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Whey as orchard spray

Posted by Josh Karp 
Whey as orchard spray
June 02, 2013 07:14AM
I have the opportunity to spray raw whey in the orchard this year (i.e. not a spray made from powdered whey).
In The Holistic Orchard, Michael P. references experiments done in S. America where whey was sprayed at a 2% concentration with good results. How could whey be beneficial? Michael touches on the possibilities:

1. general nutritional booster (proteins, vitamins, minerals)
2. contributes to leaf nutrition and aboreal mycology
3. "Calcium has been shown to inhibit fungal spore germination"
4. "A protein in whey produces an oxygen radical when exposed to UV light that is directly toxic to fungal conidia".

Some thoughts:
1. Might whey have enough calcium to help varities that have calcium deficiency issues (i.e bitterpit, honeycrisp zonal chlorosis, etc).
2. I think whey has a pH of approx. 6, a bit acid. Just a sulfur shifts the pH on the leaf, maybe whey could do this also - but at what concentration?? Seems like the concentration is the critical issue here - why was 2% (referenced above) used by these growers??

At the end of his whey section, Michael says fruits sprayed with a 2% concentration of whey (with some other things like kelp, fish, etc) "turned out impeccable...free of blemishes and infestations alike". Well, I don't know about that, seems just a little bit too good to be true?? I'm not thinking of this as a silver bullet, to be sure, but the possibilities are tantalizing.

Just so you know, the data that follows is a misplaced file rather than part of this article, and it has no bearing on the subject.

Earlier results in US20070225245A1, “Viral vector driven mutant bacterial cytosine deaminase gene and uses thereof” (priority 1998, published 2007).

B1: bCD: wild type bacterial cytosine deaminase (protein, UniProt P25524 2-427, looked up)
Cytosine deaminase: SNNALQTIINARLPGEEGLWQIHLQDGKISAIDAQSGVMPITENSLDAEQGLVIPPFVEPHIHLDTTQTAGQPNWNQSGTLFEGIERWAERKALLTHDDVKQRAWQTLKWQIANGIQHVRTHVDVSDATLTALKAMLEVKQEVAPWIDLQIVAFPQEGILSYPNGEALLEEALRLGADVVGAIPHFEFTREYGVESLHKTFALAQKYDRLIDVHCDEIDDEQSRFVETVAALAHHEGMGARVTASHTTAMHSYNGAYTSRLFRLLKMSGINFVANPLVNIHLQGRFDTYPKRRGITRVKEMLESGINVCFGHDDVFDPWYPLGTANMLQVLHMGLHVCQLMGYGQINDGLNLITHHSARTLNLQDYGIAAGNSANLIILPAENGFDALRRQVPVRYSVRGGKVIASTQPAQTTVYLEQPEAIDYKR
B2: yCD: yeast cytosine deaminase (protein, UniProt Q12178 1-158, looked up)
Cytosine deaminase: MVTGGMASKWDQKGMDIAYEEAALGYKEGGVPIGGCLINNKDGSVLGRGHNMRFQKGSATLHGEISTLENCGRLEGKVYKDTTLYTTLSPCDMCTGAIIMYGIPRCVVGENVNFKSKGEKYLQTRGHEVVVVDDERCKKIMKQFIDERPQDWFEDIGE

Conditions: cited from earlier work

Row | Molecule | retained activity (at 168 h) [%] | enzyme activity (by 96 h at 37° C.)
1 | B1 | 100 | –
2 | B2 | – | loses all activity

Re: Whey as orchard spray
June 04, 2013 02:09PM
Many nutritional riffs can be explored in the healthy orchard. Those words from the book were intended to encourage 'young and upcoming farmers' (like Josh!) with access to whey. Local resources rock. Figuring out how to best utilize this cheese by-product in an orchard context is what experimentation with the core holistic recipe is all about.

Those collective experiences of South American farmers pivots on the encouragement of Jose Lutzenberger, former Minister of the Environment in Brazil, who in turn was taken by the work of Francis Chaboussou, the French soil scientist who focused on soil fertility ratios that made for healthy plants. Lutzenberger convinced farmers to work with nutritional sprays rather than toxic-ides, along with investing in soil balance with respect to mineralization. Whey and rock phosphate were the two constants

Milk/whey trials done in Australia focused primarily on grapes. David Bruer, an owner of one of the vineyards where the research took place, happens to be a chemist. He noted that under the influence of ultraviolet light, a protein in whey (ferroglobulin) produces an oxygen radical that is extraordinarily toxic to fungal spores. These trails showed good effectiveness on powdery mildew. Similarly, summer whey sprays may prove a great means to limit the spread of secondary scab in apple. Disease pathogens that generate on the surface of fruiting plants seem the prime target. I know of a Virginia grower successfully using diluted milk sprays for brown rot on stone fruits. Having multiple mechanisms on the calcium front to ward off disease points to further possibilities.

Lost Nation Orchard
Zone 4b in New Hampshire
Re: Whey as orchard spray
June 08, 2013 08:36AM
Hi folks,

There is a good web article on milk and whey at:

[www.growveg.com]

The first link in the "using milk for plant mildews" section has a recent Connecticut Masters thesis on using milk vs powdery mildew in pumpkins. Cucurbit powdery mildew is a relatively superficial, easy to control disease. All kinds of oils, soaps, etc. can give good control of PM. Nonetheless, it provides an indicator that milk does indeed have fungicidal properties.

Seems like there are good results on fruit PM from down under.

Josh, I hope you use the whey and leave some control trees to see if it really makes a difference. Is whey easy to mix as a spray?

Brian

Hemlock Grove Farm
Zone 5 in New York
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